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Hardcover | Out of Print | ISBN: 9780262050531 | 224 pp. | 6 x 8.9 in | October 1996
Paperback | $36.00 Short | £26.95 | ISBN: 9780262550253 | 224 pp. | 6 x 8.9 in | October 1996

Growing Artificial Societies

Social Science from the Bottom Up

Overview

How do social structures and group behaviors arise from the interaction of individuals? Growing Artificial Societies approaches this question with cutting-edge computer simulation techniques. Fundamental collective behaviors such as group formation, cultural transmission, combat, and trade are seen to "emerge" from the interaction of individual agents following a few simple rules.

In their program, named Sugarscape, Epstein and Axtell begin the development of a "bottom up" social science that is capturing the attention of researchers and commentators alike.

The study is part of the 2050 Project, a joint venture of the Santa Fe Institute, the World Resources Institute, and the Brookings Institution. The project is an international effort to identify conditions for a sustainable global system in the next century and to design policies to help achieve such a system.

Copublished with the Brookings Institution

Endorsements

“"Computer simulations are changing the frontiers of science. Growing Artificial Societies is an outstanding example of why; it shows how sociocultural phenomena like trade, wealth, and warfare arise naturally out of the simple actions of individuals. This illuminating, entertaining book will set the standard for the practice of social science in the 21st century."”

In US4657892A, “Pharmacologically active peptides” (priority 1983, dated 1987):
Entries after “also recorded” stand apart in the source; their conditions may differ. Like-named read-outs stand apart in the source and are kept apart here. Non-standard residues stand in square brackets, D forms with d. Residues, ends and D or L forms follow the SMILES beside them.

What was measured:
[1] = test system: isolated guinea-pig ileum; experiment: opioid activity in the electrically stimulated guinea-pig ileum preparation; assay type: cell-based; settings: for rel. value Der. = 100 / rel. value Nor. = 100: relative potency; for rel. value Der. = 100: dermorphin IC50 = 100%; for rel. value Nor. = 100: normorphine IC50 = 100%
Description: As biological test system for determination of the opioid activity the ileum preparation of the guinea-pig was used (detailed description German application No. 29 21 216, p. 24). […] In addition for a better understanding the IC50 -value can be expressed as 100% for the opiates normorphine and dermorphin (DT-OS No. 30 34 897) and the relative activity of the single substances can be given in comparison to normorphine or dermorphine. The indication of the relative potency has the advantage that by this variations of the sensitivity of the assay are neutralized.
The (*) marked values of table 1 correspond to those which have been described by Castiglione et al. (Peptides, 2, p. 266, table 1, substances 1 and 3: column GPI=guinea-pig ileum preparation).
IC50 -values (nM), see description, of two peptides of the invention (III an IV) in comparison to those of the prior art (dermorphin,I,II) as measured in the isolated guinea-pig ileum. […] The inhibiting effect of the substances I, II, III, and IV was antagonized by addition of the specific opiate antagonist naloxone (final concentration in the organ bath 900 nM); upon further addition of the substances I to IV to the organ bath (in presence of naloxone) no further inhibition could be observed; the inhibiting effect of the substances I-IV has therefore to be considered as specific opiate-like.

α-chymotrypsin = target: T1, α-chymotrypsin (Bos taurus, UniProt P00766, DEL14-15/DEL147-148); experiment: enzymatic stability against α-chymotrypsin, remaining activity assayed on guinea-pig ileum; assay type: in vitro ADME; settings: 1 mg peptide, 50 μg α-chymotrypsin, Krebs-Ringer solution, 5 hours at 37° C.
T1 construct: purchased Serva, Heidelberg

John L. Casti, Santa Fe Institute
“"Epstein and Axtell present an exciting theoretical version of an integrated social science built on simple and explicit microfoundations."”
Sidney G. Winter, Wharton School of Business
Growing Artificial Societies is a milestone in social science research. It vividly demonstrates the potential of agent-based computer simulation to break disciplinary boundaries. It does this by analyzing, in a unified framework, the dynamic interactions of such diverse activities as trade, combat, mating, culture, and disease. It is an impressive achievement.”
Robert Axelrod, University of Michigan